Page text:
Google tackles tuberculosis screening with AI tool

A research paper has been published this week focusing on the use of AI and machine learning to support early detection of pulmonary tuberculosis via chest radiography, following an international study across 10 countries.

The deep learning system (DLS) was trained to detect active pulmonary tuberculosis (TB), with the study highlighting the tool sensitivity of 88% and its specificity 79%. The researchers noted that using the DLS as a prioritisation tool for confirmatory testing reduced the cost per positive case detected by 40-80% compared to using confirmatory testing alone.

To help catch the disease early, Google researchers developed an AI-based tool to help identify patients who are likely to have active TB based on their chest X-ray.

Google said in their news release : “By using this screening tool as a preliminary step before ordering a more expensive diagnostic test, our study showed that effective AI-powered screening could save up to 80% of the cost per positive TB case detected.”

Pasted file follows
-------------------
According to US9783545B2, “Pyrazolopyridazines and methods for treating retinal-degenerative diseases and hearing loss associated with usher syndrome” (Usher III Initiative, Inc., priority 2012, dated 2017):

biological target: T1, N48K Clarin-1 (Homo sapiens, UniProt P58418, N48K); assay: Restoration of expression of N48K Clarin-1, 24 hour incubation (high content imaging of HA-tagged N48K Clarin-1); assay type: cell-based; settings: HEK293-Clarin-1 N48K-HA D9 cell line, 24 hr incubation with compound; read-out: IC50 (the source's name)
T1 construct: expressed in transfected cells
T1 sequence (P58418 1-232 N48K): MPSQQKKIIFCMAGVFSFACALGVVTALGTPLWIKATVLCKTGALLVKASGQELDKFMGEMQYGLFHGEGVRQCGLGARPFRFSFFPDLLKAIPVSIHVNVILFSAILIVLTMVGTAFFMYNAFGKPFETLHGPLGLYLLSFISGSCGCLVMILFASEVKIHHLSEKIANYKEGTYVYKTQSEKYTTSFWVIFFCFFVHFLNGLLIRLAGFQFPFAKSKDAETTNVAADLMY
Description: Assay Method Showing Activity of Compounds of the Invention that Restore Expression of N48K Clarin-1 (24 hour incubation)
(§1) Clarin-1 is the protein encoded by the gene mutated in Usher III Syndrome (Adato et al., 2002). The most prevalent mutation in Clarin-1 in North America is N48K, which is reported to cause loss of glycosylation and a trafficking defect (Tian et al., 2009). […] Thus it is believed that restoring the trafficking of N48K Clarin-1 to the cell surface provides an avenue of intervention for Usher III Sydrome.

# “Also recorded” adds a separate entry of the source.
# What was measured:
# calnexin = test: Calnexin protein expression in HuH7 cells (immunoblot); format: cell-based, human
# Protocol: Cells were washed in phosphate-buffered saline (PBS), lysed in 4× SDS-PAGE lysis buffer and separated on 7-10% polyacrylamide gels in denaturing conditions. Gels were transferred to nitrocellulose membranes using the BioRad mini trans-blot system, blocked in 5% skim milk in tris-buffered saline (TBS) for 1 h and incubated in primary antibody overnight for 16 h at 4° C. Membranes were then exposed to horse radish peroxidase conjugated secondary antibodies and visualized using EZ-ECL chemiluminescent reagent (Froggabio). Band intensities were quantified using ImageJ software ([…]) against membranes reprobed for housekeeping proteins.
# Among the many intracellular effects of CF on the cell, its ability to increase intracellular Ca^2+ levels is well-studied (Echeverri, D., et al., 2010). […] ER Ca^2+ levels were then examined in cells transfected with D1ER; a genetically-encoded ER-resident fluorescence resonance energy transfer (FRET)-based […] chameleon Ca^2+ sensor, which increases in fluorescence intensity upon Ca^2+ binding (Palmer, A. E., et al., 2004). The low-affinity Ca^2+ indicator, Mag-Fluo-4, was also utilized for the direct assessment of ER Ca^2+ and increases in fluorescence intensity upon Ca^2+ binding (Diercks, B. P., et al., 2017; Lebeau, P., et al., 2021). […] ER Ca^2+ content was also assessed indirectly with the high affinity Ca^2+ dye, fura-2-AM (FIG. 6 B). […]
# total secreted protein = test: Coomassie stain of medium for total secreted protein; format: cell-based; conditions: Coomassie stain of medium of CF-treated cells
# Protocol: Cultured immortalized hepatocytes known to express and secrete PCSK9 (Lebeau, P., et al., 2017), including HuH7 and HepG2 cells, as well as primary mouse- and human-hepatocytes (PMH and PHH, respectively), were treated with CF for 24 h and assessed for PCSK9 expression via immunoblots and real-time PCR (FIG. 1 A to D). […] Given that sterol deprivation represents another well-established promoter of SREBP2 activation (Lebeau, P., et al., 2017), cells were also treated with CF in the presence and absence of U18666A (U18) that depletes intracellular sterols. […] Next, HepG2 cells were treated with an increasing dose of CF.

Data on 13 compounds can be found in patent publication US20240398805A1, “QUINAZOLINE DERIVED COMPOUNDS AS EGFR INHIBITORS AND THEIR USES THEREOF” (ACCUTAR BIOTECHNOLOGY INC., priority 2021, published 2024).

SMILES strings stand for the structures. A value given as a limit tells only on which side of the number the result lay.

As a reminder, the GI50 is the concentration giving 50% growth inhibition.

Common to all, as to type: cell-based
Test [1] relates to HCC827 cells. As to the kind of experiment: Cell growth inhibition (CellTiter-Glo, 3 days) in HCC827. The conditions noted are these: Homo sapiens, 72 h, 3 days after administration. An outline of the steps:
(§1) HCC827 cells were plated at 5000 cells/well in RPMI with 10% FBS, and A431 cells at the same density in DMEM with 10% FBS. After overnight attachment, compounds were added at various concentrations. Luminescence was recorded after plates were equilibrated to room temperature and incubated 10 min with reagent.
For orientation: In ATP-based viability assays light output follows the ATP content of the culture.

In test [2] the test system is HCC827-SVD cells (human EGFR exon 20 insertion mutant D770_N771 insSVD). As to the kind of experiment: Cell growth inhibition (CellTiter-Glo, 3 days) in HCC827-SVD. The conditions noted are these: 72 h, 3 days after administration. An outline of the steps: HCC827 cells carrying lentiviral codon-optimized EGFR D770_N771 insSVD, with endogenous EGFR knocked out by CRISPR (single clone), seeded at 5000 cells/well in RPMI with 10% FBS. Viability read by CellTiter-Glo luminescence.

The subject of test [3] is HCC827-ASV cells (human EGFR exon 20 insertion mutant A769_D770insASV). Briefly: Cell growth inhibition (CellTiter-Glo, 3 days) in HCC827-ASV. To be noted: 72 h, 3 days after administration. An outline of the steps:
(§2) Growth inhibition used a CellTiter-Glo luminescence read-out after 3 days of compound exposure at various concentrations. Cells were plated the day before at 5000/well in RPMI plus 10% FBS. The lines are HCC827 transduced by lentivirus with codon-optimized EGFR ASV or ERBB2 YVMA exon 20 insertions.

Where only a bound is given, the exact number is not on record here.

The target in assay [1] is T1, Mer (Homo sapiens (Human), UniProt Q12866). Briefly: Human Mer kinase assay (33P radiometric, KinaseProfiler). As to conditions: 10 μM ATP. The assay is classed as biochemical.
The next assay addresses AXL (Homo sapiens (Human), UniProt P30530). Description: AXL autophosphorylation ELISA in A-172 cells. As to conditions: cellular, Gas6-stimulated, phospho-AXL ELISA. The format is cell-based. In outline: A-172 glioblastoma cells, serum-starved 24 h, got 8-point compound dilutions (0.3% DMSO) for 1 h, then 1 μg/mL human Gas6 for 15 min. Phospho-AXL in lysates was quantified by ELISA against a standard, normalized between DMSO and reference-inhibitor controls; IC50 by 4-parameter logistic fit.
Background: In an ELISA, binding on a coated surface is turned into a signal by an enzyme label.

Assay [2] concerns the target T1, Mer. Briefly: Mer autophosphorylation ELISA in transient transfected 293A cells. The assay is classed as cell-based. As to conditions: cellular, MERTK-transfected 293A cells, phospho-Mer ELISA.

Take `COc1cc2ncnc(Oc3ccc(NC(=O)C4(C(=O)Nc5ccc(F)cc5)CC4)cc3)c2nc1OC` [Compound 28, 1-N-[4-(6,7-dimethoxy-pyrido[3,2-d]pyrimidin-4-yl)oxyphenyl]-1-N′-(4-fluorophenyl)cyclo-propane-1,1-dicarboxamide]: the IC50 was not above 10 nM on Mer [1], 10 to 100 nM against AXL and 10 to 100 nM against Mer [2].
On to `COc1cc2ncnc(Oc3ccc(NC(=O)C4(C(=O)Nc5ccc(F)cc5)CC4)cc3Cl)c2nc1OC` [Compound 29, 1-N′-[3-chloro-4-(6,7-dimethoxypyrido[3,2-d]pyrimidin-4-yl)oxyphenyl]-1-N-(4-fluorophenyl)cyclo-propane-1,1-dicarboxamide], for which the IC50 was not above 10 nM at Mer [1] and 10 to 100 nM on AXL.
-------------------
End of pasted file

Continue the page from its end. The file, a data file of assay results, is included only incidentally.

“Our AI-based tool was able to accurately detect active pulmonary TB cases with false-negative and false-positive detection rates that were similar to 14 radiologists.”

“To make sure the model worked for patients from a wide range of races and ethnicities, we used de-identified data from nine countries to train the model and tested it on cases from five countries. These findings build on our previous research that showed AI can detect common issues like collapsed lungs, nodules or fractures in chest X-rays.”

The AI system produces a number between 0 and 1 that indicates the risk of TB. Google noted that for the system to be useful in a real-world setting, there needs to be agreement about what risk level indicates that patients should be recommended for additional testing.

To develop the tool further, research studies are now planned with Apollo Hospitals in India and the Centre for Infectious Disease Research in Zambia (CIDRZ) to take place later this year.